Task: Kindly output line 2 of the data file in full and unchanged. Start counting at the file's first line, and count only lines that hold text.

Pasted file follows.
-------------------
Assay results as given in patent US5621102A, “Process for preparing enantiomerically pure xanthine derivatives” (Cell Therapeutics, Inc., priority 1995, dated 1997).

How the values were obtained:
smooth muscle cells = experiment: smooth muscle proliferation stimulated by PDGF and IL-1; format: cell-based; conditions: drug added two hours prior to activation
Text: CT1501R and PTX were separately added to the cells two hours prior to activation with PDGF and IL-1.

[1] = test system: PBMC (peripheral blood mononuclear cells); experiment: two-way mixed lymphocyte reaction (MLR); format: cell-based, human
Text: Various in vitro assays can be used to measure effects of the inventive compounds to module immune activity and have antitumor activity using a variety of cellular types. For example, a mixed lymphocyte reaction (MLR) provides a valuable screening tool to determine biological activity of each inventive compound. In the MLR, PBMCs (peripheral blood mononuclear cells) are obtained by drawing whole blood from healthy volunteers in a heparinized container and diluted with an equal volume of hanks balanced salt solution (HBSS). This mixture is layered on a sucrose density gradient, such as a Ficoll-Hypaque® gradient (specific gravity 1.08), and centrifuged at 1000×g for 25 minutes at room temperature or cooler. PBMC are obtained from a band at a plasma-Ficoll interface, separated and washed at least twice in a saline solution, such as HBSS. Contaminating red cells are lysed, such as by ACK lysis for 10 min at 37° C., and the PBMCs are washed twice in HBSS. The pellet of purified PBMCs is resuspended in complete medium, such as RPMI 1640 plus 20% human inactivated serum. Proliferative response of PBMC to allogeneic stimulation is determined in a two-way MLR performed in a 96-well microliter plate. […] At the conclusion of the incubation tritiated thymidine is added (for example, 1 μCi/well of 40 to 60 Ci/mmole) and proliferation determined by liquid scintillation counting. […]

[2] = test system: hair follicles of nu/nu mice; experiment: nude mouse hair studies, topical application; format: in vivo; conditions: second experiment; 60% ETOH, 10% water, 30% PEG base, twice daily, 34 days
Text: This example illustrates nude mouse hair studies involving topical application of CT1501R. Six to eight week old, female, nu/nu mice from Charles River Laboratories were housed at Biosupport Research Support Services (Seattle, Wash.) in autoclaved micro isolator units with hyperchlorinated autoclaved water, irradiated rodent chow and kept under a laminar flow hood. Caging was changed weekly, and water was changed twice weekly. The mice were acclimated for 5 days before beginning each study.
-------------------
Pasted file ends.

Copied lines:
How the values were obtained: